Go Back  Fodor's Travel Talk Forums > Destinations > Europe
Reload this Page >

Elmo in Paris: The Parisian Adventures of Two Parents, One Toddler and One Red Monster

Elmo in Paris: The Parisian Adventures of Two Parents, One Toddler and One Red Monster

Old Dec 2nd, 2008, 05:00 AM
  #21  
 
Join Date: Feb 2004
Posts: 1,834
Likes: 0
Received 0 Likes on 0 Posts
I'm enjoying this post. We have taken our sons to Europe several times, but they were past the toddler stage. Tell us more...
padams421 is offline  
Old Dec 2nd, 2008, 06:23 PM
  #22  
Original Poster
 
Join Date: Apr 2003
Posts: 764
Likes: 0
Received 0 Likes on 0 Posts
Day 4
Today was our fifth wedding anniversary and again we hoped to do something a bit different. A few trips to London ago, we bought the book “One Hour From Paris” by Annabelle Sims. She was living in Paris without a car when she wrote the book and, as the title says, it is filled with day trips all within 1 hour of Paris and accessible by public transportation, mostly the local train (RER). I don't see the book on amazon so maybe it is out of print. If we had more time we would have done a few more of the trips because they look really interesting and not touristy.

We decided to go to a Bal Musette, My mother and I had just finished reading Susan Vreeland's entertaining “Luncheon of the Boating Party” and this piqued our interest in a guignette. We took the RER train from near Les Halles to Champigny – about 25 minutes. LP loved the choo choo so at least the commute was a hit! When we arrived at the restaurant, it was about one quarter filled, mostly with big groups of extended family or friends. Within about an hour the entire place filled up and the music started. We had a blast. So many people were dancing (to what I guessed was traditional french music) that the dance floor was filled and people just danced around the tables or outside. I actually thought it was pretty funny that the people took the dancing so seriously (some of it was like line dancing) that they pushed some kids off the dance floor to make room for the serious dancers. LP loved dancing with her Dada and they looked pretty cute too! The restaurant had a lovely outside area with tables and a small swing set. The food was fine, nothing special but we had lots of good wine. At one point I noticed people pointing at LP and I looked over and she had picked up an entire chicken breast and was waving it to the beat of the music. We stayed for a few hours and then walked back to the train and headed back to Paris.

As an aside, among the families and others at the bal musette there was a table of older, quite large, ladies who on closer inspection appeared to be cross-dressers. I pointed this out to my mother. When I came home from Paris and was talking to my father he said, “So I heard you took mom to a gay bar.” Guess something got lost in the translation there.

When we arrived back in Paris, we were all a bit sleepy from the wine but since we were right nearby, and it was Sunday, we decided to walk around the Marais a bit. It was absolutely mobbed and a real pain to push the stroller on the narrow sidewalks. LP had fallen asleep so we sat in the beautiful Place des Vosges for a while before making our way back to the apartment. We walked most of the way but then were all pretty tired so just took a cab for the last bit.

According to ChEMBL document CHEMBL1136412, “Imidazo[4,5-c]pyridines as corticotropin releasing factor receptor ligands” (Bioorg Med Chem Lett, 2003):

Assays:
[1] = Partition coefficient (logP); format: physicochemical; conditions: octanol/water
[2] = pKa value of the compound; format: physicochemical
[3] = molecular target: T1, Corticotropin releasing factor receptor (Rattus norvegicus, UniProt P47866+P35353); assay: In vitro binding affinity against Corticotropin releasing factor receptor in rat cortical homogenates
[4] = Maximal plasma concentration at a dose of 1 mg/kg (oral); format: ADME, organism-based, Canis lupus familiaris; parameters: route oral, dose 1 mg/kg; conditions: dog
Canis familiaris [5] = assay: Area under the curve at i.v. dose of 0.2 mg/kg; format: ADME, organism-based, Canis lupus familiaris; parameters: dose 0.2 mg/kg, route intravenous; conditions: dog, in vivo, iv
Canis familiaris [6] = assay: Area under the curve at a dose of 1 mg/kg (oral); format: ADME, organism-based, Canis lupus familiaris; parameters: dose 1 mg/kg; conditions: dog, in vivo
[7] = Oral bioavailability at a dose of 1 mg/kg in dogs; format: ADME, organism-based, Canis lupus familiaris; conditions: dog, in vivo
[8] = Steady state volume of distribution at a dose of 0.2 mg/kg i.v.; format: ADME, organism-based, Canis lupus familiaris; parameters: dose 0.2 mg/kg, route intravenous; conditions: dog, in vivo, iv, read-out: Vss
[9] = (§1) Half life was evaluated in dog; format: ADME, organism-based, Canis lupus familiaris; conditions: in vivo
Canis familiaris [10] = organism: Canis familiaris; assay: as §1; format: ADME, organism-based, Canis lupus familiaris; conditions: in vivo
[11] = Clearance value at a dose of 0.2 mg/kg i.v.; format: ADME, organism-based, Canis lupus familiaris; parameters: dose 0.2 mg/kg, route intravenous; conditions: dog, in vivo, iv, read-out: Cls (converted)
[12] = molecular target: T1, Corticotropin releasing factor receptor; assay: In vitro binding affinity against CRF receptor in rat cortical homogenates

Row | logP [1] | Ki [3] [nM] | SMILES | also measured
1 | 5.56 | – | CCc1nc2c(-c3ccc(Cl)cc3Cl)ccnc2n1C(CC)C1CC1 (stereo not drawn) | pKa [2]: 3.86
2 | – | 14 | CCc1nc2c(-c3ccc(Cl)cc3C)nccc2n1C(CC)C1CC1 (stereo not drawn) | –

Since we had a babysitter and it was our anniversary, my husband and I were determined to go out for dinner even though neither of us was the least bit hungry. We had walked by Brasserie Balzac the day before and thought it looked interesting and Pudlo gave it his blessing (sort of) so we tried it. We were seated in the tiniest table in the corner but it was the only open table so we were glad to take it. I ordered mussels and being born and bred in New England, I consider myself proficient with seafood. However, as I was was eating my mussels, the waiter came rushing over to tell me that I should be using an empty mussel shell to pull out the meat from the mussels I am eating (not the little fork he gave me). My husband and I were skeptical, no one else in the restaurant was eating mussels so I couldn't see what they were doing (and why did he give me the little fork anyway?). We half wondered whether our waiter had made a bet with the other waiters that he could get me to do this but I did it anyway. As a side note, when I was in NY last week I saw some French people eating mussels that way. Another side note, I reread Adam Gopnik's “Paris to the Moon” when we got home and there is a whole section on the Brasserie Balzac. I guess we missed it in its glory days before it was bought out by a chain of brasseries but we were seated next to two different specimens of Parisian intellectuals – one an older man with flowing long hair in a perfectly tailored suit and the other with a shaved head and wire rimmed glasses carrying a copy of Philip Roth's newest book.
Sally30 is offline  
Old Dec 2nd, 2008, 06:54 PM
  #23  
 
Join Date: Mar 2004
Posts: 175
Likes: 0
Received 0 Likes on 0 Posts
I am loving your report! You have shamed me into finally writing up one on our trip to Maine in October with our 4 month old...I kept telling myself "no one wants to read the boring exploits with a baby." But you have proven it is all in the telling!